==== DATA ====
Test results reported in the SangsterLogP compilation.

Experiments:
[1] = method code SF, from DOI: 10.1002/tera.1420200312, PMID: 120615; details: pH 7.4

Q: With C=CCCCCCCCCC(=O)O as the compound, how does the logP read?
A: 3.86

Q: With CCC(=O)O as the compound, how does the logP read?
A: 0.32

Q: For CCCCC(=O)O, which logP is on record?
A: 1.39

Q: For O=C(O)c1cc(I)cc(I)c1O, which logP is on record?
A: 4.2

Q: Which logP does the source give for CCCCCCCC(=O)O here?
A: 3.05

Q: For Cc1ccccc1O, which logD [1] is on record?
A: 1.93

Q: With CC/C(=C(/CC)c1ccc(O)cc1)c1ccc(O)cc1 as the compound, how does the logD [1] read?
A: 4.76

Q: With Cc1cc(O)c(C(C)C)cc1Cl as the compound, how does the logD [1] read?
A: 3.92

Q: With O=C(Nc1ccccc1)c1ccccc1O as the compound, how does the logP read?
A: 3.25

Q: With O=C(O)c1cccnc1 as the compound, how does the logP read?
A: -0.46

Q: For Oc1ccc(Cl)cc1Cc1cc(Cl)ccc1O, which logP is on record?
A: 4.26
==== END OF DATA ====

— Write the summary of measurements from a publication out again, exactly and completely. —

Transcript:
Test results reported in the SangsterLogP compilation.

Experiments:
[1] = method code SF, from DOI: 10.1002/tera.1420200312, PMID: 120615; details: pH 7.4

Q: With C=CCCCCCCCCC(=O)O as the compound, how does the logP read?
A: 3.86

Q: With CCC(=O)O as the compound, how does the logP read?
A: 0.32

Q: For CCCCC(=O)O, which logP is on record?
A: 1.39

Q: For O=C(O)c1cc(I)cc(I)c1O, which logP is on record?
A: 4.2

Q: Which logP does the source give for CCCCCCCC(=O)O here?
A: 3.05

Q: For Cc1ccccc1O, which logD [1] is on record?
A: 1.93

Q: With CC/C(=C(/CC)c1ccc(O)cc1)c1ccc(O)cc1 as the compound, how does the logD [1] read?
A: 4.76

Q: With Cc1cc(O)c(C(C)C)cc1Cl as the compound, how does the logD [1] read?
A: 3.92

Q: With O=C(Nc1ccccc1)c1ccccc1O as the compound, how does the logP read?
A: 3.25

Q: With O=C(O)c1cccnc1 as the compound, how does the logP read?
A: -0.46

Q: For Oc1ccc(Cl)cc1Cc1cc(Cl)ccc1O, which logP is on record?
A: 4.26